Caffè crema (Italian: cream coffee) refers to two different coffee drinks: an old name for espresso (the 1940s and 1950s), and a long espresso drink primarily served in Germany, Switzerland and Austria and northern Italy (the 1980s onwards), along the Italian/ Swiss and Italian/ Austrian border. As a term, it generally means "espresso", while in technical discussions, referring to the long drink, it may more narrowly be referred to as Swiss caffè crema. Variant terms include "crema caffè" and the hyperforeignism "café crema" – "café" is French, while "caffè" and "crema" are Italian, thus "café crema" mixes French and Italian.
Originating in Australia and similar to the Mazagran, the minimal Ice Shot is a single shot of fresh espresso poured into an ordinary latté glass that has been filled with ice. The hot coffee, in melting some of the ice is diluted, re-freezing to a granita-like texture. The addition of a single scoop of ice-cream on top is a popular variant. No milk, sugar, extra flavouring or cream are involved.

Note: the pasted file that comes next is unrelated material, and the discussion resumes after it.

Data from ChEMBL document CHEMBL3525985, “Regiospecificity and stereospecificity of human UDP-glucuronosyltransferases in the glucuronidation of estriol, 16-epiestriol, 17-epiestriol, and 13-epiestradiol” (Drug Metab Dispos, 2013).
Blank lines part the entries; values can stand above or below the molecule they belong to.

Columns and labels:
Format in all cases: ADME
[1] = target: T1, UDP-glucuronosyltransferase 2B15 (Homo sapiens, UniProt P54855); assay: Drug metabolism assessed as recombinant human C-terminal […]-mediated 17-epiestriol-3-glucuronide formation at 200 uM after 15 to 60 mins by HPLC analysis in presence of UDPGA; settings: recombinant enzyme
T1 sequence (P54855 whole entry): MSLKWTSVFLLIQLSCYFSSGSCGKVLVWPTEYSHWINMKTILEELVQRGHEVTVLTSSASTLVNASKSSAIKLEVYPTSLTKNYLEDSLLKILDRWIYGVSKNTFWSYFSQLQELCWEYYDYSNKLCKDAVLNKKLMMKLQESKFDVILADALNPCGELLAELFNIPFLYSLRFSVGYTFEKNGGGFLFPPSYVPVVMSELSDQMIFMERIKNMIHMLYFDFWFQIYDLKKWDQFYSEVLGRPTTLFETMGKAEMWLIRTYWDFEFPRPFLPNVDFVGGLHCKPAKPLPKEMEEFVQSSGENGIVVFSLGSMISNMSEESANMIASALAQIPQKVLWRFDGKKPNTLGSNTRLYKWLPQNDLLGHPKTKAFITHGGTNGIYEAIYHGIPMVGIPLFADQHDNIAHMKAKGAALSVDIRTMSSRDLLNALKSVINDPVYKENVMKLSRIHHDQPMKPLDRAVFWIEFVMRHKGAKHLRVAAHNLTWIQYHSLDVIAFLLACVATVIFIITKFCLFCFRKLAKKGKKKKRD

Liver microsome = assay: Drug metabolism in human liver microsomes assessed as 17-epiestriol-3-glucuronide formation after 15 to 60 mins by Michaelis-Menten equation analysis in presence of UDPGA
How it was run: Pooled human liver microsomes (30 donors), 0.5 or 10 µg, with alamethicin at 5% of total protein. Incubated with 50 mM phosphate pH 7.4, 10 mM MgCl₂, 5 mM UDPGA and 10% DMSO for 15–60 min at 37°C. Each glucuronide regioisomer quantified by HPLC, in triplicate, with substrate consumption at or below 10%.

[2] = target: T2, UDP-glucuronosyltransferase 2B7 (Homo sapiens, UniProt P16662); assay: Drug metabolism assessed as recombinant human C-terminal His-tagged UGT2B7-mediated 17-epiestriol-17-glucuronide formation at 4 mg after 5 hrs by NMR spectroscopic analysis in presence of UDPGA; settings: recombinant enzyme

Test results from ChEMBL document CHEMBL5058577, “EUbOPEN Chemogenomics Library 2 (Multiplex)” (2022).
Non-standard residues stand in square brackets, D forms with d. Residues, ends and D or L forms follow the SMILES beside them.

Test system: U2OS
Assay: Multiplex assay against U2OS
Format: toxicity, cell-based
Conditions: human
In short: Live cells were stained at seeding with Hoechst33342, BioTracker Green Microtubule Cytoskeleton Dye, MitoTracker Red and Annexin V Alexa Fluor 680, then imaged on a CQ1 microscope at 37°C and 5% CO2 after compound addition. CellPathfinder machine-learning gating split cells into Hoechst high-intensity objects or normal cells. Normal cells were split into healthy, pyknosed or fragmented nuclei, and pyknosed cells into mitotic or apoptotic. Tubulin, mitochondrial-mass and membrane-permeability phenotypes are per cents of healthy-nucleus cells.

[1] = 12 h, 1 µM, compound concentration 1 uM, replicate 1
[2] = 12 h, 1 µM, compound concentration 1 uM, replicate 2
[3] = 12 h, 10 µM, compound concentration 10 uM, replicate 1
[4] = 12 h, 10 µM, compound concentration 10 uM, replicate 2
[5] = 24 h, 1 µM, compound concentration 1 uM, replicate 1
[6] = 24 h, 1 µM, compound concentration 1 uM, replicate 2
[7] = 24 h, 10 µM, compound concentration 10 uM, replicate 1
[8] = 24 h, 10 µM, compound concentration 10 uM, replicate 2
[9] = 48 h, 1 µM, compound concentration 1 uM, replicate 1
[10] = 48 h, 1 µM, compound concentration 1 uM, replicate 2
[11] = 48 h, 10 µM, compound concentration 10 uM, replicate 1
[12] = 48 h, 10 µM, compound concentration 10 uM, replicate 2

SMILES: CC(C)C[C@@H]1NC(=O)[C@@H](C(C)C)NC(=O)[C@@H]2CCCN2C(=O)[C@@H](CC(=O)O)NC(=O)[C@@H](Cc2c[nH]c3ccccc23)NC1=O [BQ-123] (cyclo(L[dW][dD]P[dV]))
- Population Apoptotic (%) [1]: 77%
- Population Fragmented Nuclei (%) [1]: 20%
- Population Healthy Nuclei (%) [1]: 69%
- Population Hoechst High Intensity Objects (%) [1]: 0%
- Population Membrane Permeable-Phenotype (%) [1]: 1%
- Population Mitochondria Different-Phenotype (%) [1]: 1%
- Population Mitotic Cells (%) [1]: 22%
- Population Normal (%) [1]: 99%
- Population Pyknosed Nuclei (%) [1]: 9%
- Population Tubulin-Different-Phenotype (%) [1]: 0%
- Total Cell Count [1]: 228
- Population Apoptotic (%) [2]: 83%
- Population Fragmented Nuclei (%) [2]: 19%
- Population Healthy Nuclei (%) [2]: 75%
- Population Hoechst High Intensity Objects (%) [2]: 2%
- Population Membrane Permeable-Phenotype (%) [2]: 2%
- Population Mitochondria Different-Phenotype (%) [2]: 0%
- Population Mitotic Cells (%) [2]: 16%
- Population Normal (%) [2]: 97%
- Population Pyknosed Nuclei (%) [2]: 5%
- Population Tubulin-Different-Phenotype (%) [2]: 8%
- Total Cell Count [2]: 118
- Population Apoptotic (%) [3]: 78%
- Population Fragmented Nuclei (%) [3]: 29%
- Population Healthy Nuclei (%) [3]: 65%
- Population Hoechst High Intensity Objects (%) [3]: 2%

People who drink four or more cups of black coffee a day (24+ oz.) have a 20% lower chance of becoming depressed, and are over 50% less likely to commit suicide. Drinking coffee is literally a life saver, and something I wish more people would do more often for this specific reason. If you know someone struggling with depression, taking them out for a cup of coffee here and there can make all the difference.
A 28-year study, eventually published in 2017 in Alzheimer's and Dementia, the journal of the Alzheimer's Association, determined that four to five cups of a coffee a day – a level deemed "moderate" – led to a decreased risk of dementia during that time period. Those who drank coffee in moderate levels had less medial temporal atrophy, which is linked to Alzheimer's disease, compared to those who drank three or fewer cups a day, including those who didn't drink any.